This brings not only full smartphone integration to the Spark, but also features like internet radio streaming, voice control and satellite navigation to a car that is priced from $16,490 for the manual LS.

Hidden rear doorhandles continue in new Spark model.
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Hidden rear doorhandles continue in new Spark model.

The LS auto costs an extra $1500 and features the same specification, while the top-spec LT lands at $19,990 and adds 15-inch alloy wheels, a leather wrapped steering wheel, synthetic leather-like seats, rear power windows, chrome exterior highlights, rear parking sensors, a backing camera, cruise control, fog lamps, keyless entry and pushbutton start.

While the Spark brings more power to the segment, it's still not exactly a powerhouse on the road, with the manual in particular needing to be rowed along.

The CVT models are better in this regard, with that fraction more torque. The automatic also removes the chance of you shifting at just the wrong moment and slipping off the torque wave into a hole of breathless unresponsiveness that lurks around the very top and very bottom of the Spark's rev-range.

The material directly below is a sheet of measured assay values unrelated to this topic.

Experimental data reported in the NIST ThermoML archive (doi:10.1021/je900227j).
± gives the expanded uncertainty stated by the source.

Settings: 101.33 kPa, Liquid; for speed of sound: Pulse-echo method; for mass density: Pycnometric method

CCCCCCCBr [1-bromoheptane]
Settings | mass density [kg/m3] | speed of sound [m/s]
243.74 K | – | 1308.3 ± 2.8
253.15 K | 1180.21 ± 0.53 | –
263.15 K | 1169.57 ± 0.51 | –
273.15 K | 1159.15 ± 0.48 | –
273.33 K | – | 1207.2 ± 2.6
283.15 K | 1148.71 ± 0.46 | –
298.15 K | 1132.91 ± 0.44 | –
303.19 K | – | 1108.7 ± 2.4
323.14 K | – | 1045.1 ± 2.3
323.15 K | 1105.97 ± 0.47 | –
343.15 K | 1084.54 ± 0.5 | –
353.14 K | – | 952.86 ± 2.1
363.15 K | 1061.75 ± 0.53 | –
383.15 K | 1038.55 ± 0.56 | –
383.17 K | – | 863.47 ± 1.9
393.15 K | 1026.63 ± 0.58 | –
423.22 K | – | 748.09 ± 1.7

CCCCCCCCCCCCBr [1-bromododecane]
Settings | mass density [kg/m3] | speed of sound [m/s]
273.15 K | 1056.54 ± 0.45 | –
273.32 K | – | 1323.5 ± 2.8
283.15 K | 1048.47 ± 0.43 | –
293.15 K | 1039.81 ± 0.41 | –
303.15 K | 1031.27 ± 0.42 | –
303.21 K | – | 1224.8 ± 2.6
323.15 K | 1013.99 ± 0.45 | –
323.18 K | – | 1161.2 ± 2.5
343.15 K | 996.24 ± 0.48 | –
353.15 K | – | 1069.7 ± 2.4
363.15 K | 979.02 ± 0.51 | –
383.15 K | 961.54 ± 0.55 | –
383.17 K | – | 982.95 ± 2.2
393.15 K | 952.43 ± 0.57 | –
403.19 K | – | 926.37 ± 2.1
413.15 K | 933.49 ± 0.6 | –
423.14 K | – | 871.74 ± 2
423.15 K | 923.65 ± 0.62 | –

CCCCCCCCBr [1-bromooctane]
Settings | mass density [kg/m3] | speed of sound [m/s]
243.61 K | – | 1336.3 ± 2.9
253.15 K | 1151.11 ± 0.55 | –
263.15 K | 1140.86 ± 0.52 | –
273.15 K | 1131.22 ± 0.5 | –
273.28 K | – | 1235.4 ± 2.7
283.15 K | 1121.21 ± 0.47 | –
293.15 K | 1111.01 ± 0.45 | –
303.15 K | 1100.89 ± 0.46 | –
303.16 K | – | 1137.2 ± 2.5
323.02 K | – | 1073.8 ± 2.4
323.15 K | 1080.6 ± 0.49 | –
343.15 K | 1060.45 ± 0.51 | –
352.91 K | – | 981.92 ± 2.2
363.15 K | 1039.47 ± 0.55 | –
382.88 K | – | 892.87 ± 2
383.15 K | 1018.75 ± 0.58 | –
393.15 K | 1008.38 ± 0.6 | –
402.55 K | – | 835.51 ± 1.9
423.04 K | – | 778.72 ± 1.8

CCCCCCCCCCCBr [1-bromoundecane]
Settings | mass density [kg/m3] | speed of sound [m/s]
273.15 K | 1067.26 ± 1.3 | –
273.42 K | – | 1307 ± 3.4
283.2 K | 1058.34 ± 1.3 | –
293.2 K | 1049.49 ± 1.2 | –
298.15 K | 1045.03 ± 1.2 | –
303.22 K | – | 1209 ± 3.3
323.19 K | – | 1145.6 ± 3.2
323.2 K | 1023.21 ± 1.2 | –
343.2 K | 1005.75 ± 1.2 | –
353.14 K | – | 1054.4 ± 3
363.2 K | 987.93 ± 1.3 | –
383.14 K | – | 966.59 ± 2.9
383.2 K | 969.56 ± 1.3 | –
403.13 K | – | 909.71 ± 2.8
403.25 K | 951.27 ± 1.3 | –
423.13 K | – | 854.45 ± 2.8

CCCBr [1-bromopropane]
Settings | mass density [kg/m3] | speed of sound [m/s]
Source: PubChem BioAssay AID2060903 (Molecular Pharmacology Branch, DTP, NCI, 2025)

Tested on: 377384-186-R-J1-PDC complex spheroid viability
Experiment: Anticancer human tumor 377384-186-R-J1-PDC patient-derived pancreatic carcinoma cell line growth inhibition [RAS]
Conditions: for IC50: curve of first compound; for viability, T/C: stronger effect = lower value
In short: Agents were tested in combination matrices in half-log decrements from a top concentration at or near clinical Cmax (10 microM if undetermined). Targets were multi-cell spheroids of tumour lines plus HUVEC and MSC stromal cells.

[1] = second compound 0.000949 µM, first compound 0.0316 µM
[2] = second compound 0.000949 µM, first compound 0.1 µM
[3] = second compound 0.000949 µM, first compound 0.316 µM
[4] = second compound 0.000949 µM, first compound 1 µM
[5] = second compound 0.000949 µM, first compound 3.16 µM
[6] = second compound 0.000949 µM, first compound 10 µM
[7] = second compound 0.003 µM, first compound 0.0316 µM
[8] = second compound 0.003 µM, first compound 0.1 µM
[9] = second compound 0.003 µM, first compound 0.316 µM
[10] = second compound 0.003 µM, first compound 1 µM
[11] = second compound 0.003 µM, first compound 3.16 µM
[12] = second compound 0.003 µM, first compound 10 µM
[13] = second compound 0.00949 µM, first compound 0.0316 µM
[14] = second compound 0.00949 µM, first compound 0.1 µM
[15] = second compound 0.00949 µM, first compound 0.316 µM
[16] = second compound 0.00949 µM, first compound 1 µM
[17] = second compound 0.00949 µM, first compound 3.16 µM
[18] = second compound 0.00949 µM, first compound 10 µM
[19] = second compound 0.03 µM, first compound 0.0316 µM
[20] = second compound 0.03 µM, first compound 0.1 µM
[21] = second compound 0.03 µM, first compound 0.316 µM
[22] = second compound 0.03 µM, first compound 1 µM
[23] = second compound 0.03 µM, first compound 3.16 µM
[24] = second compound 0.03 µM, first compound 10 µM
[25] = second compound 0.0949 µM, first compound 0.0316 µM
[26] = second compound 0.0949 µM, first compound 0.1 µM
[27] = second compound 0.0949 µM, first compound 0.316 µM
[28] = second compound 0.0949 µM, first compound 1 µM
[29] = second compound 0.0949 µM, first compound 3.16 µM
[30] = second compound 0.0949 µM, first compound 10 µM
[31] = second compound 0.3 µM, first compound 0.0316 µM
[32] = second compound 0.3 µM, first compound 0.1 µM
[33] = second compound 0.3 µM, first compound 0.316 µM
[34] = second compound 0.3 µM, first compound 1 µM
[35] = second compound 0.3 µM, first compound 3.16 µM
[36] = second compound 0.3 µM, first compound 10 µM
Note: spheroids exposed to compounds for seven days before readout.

Spark's powertrain still works best in the city - especially the two-pedal CVT.
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Spark's powertrain still works best in the city - especially the two-pedal CVT.

The CVT is one of the better in the segment, with Holden following current trends by programming in fake 'gear shifts' at open-road speeds. This breaks up the awful tendency of many CVTs to flare - rolling up to the top of the engine's rev range and simply sitting there, screaming away under hard acceleration.

The Spark still has a slight tendency to flare and drone, and it is a bit sluggish off the line. But the CVT remains well-matched to the engine, with a particular affinity to responsive city driving. Which is, after all, where the Spark is particularly aimed.

Not that this means it isn't surprisingly capable out on the open road, with a mature and impressively well-resolved ride that could easily come from a car a size or two bigger.

The interior is spacious (with surprisingly good rear leg room for such tiny car). While dominated by black plastics, it's of decent quality and an attractive, if largely unadventurous, design.

In fact, interior design is the one area where the new Spark fails to easily exceed the previous Barina Spark, with that car's motorcycle-inspired interior having the upper hand.

The new car does, however, simply destroy the old one in every other area.

While manual rear windows and a five-speed manual transmission may be out of step with today's expectations, you do have to remember that the entry-level LS comes in at $16,490 and still includes MyLink, CarPlay and Android Auto.

The Spark brings new levels of technology and power to the city car segment, while the input from Holden in optimising it for local conditions goes to prove that there is clearly life in the Lion well beyond Commodore.

 - Stuff